The Jack Russell takes up all my time and I don't see a payoff.My other dogs suffer.It's not fair to them.Help me please.PLEASE HELP SOON!
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Mar 4, 2009
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Posted by LullaBelle
Mar 8, 2009
Please give me some input on this.As I said before I look towards even my supper with a knot in my stomach.My Jack Russell,if he doesn't cry and growl and bark and makes it to the final part knocks it all over the floor.Please recommend a dog book specific to the Jack Russell.I've had alot of dogs,but he's like another species!How do I get messages answered?
Posted by Gikoou3355
Mar 8, 2009
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Posted by Maggiesmom1
Mar 10, 2009

I am sorry for your frustration. To get your posts answered faster, please post separately rather than "tagging on" to another post.

I wish I had a magic piece of advice for you with your Jack Russell Terrorist. He sounds like a handful. I hated to hear that you get a knot in your stomach when you are about to feed him. He can probably sense this. My advice would be to feed him away from your other dogs and just let him have his food. Could you put him into a room by himself to eat or a kennel? He sounds like he is just really into his food and the thought of having it taken away from him makes him nuts. So, don't.....just leave him be with the food bowl. I would make him sit first and then put the bowl down and walk away.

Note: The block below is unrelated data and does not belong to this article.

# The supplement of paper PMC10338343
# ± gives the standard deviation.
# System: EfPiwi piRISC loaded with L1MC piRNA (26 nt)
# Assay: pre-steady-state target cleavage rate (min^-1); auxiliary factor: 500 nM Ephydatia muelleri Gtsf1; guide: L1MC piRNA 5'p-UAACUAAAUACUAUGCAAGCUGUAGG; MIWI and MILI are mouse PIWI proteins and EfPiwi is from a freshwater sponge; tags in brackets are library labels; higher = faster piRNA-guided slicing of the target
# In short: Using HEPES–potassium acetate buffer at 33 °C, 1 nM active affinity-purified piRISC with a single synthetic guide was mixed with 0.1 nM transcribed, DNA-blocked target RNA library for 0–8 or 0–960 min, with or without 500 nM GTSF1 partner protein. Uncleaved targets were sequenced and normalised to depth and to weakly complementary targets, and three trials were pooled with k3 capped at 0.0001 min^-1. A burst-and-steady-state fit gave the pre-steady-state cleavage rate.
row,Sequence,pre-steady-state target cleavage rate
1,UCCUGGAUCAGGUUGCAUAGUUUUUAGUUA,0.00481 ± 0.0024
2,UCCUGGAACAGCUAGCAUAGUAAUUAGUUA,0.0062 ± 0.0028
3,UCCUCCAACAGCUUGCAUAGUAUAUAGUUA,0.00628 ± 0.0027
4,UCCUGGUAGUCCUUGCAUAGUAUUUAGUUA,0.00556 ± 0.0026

Do you walk him every day? Jack Russels have lots of energy. Walking is important to dogs because they like to migrate and crave going out into the world to see new things. Even when our dogs go into a big yard to run, they still benefit from a daily walk. This could be a bonding time for the two of you.

Remember that he's just a dog that needs attention. If you are frustrated and angry at him all the time, the trust will never be established.
Posted by Maggiesmom1
Mar 10, 2009

I recently attended a dog whisperer workshop from a lady who was trained by Caesar Milan. She said that sometimes we use too many words when we are correcting our dogs. She said we should be able to give "the look" (like a mother gives a child who is misbehaving) and snap our fingers and our dogs will understand that we don't like what they are doing. You don't have to say any words or commands. When your dog is "biting" at you be sure to lean forward towards him instead of leaning away. This will assert you as dominant. Give him eye contact. But, stay CALM...don't let your dog see that he can upset you or make you mad. You want to get him into a balanced state of mind. He sounds like he's in his "teenage" years at 9 months of age...kind of the rebellious stage. Remember he's still a puppy and will be mouthy for awhile longer. I told my Maggie "no mouth!" whenever she put her mouth on me. Remember when you are playing with him that he can't put his mouth on you then either.

I am glad you said that you are walking him daily. He needs lots of exercise and this time out gives you a way to bond with him and work on socializing him more. A tired dog won't be such a challenge! If you have a treadmill, teach him to walk on that too. Pit bulls need more exercise than other dogs.

Good Luck--remember to stay very calm around him and be matter of fact when giving "the look" .